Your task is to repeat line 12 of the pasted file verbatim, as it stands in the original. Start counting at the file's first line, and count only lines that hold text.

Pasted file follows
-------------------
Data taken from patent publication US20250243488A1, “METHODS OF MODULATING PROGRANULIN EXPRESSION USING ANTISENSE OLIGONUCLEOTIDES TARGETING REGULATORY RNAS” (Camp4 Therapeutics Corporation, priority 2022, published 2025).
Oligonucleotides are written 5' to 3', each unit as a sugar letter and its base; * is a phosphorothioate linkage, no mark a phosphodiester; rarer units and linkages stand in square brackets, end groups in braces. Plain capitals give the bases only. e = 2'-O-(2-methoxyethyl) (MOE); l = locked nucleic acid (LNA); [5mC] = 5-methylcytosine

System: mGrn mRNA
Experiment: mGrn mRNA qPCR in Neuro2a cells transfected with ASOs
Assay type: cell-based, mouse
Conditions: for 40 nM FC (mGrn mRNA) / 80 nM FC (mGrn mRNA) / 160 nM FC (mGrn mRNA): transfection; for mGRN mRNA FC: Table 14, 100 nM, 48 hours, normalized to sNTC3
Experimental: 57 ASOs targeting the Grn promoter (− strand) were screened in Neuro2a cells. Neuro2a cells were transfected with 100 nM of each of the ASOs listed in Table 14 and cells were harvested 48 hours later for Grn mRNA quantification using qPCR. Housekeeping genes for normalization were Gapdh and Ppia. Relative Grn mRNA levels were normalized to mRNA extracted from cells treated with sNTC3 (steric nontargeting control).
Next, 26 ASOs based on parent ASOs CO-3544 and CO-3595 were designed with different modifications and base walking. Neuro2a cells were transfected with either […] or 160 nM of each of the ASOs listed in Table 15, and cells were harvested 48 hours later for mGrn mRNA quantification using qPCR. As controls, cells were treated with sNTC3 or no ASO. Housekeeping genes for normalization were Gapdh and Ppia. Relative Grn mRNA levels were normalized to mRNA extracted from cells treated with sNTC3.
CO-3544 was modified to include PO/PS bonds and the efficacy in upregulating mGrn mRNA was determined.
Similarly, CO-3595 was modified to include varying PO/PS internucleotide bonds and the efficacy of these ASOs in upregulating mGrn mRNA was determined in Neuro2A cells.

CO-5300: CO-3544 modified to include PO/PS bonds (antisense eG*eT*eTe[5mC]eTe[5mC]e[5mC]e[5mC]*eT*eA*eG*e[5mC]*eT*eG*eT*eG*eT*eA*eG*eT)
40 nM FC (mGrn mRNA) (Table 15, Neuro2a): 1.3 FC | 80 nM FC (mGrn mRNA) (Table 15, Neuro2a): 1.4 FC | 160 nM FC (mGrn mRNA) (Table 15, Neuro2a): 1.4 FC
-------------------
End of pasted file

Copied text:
40 nM FC (mGrn mRNA) (Table 15, Neuro2a): 1.3 FC | 80 nM FC (mGrn mRNA) (Table 15, Neuro2a): 1.4 FC | 160 nM FC (mGrn mRNA) (Table 15, Neuro2a): 1.4 FC